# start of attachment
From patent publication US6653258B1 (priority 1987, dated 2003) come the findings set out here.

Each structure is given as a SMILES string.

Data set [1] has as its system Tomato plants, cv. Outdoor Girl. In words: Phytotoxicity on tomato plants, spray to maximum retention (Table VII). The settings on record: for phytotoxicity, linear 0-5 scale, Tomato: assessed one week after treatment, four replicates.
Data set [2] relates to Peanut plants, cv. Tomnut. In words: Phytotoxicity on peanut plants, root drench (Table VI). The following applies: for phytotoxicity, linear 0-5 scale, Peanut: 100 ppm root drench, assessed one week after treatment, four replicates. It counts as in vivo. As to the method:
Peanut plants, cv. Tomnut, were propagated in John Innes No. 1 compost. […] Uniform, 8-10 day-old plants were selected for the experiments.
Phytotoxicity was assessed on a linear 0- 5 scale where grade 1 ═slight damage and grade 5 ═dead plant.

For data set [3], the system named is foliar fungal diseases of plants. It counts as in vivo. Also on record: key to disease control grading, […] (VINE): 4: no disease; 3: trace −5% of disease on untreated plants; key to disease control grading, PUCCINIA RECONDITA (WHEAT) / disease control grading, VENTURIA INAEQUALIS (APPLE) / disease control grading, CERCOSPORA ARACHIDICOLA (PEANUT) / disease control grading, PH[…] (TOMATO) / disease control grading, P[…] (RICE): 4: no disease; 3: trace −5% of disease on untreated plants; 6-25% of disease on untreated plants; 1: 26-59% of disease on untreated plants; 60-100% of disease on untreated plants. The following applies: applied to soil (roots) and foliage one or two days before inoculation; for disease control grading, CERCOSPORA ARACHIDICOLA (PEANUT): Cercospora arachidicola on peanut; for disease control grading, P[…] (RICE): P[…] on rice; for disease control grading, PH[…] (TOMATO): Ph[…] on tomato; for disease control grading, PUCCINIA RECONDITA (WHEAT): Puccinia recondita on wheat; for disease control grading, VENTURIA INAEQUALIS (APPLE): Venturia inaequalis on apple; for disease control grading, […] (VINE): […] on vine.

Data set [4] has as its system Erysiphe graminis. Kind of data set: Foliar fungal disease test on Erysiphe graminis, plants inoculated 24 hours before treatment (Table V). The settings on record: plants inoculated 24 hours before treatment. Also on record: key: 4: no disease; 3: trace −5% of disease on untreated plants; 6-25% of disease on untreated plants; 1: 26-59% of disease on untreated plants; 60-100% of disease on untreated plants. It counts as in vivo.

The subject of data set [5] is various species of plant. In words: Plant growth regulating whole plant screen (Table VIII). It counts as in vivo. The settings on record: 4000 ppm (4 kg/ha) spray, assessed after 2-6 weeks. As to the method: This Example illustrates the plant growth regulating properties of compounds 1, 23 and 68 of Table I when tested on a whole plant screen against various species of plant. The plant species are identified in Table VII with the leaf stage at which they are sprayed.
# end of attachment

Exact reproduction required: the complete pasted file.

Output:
From patent publication US6653258B1 (priority 1987, dated 2003) come the findings set out here.

Each structure is given as a SMILES string.

Data set [1] has as its system Tomato plants, cv. Outdoor Girl. In words: Phytotoxicity on tomato plants, spray to maximum retention (Table VII). The settings on record: for phytotoxicity, linear 0-5 scale, Tomato: assessed one week after treatment, four replicates.
Data set [2] relates to Peanut plants, cv. Tomnut. In words: Phytotoxicity on peanut plants, root drench (Table VI). The following applies: for phytotoxicity, linear 0-5 scale, Peanut: 100 ppm root drench, assessed one week after treatment, four replicates. It counts as in vivo. As to the method:
Peanut plants, cv. Tomnut, were propagated in John Innes No. 1 compost. […] Uniform, 8-10 day-old plants were selected for the experiments.
Phytotoxicity was assessed on a linear 0- 5 scale where grade 1 ═slight damage and grade 5 ═dead plant.

For data set [3], the system named is foliar fungal diseases of plants. It counts as in vivo. Also on record: key to disease control grading, […] (VINE): 4: no disease; 3: trace −5% of disease on untreated plants; key to disease control grading, PUCCINIA RECONDITA (WHEAT) / disease control grading, VENTURIA INAEQUALIS (APPLE) / disease control grading, CERCOSPORA ARACHIDICOLA (PEANUT) / disease control grading, PH[…] (TOMATO) / disease control grading, P[…] (RICE): 4: no disease; 3: trace −5% of disease on untreated plants; 6-25% of disease on untreated plants; 1: 26-59% of disease on untreated plants; 60-100% of disease on untreated plants. The following applies: applied to soil (roots) and foliage one or two days before inoculation; for disease control grading, CERCOSPORA ARACHIDICOLA (PEANUT): Cercospora arachidicola on peanut; for disease control grading, P[…] (RICE): P[…] on rice; for disease control grading, PH[…] (TOMATO): Ph[…] on tomato; for disease control grading, PUCCINIA RECONDITA (WHEAT): Puccinia recondita on wheat; for disease control grading, VENTURIA INAEQUALIS (APPLE): Venturia inaequalis on apple; for disease control grading, […] (VINE): […] on vine.

Data set [4] has as its system Erysiphe graminis. Kind of data set: Foliar fungal disease test on Erysiphe graminis, plants inoculated 24 hours before treatment (Table V). The settings on record: plants inoculated 24 hours before treatment. Also on record: key: 4: no disease; 3: trace −5% of disease on untreated plants; 6-25% of disease on untreated plants; 1: 26-59% of disease on untreated plants; 60-100% of disease on untreated plants. It counts as in vivo.

The subject of data set [5] is various species of plant. In words: Plant growth regulating whole plant screen (Table VIII). It counts as in vivo. The settings on record: 4000 ppm (4 kg/ha) spray, assessed after 2-6 weeks. As to the method: This Example illustrates the plant growth regulating properties of compounds 1, 23 and 68 of Table I when tested on a whole plant screen against various species of plant. The plant species are identified in Table VII with the leaf stage at which they are sprayed.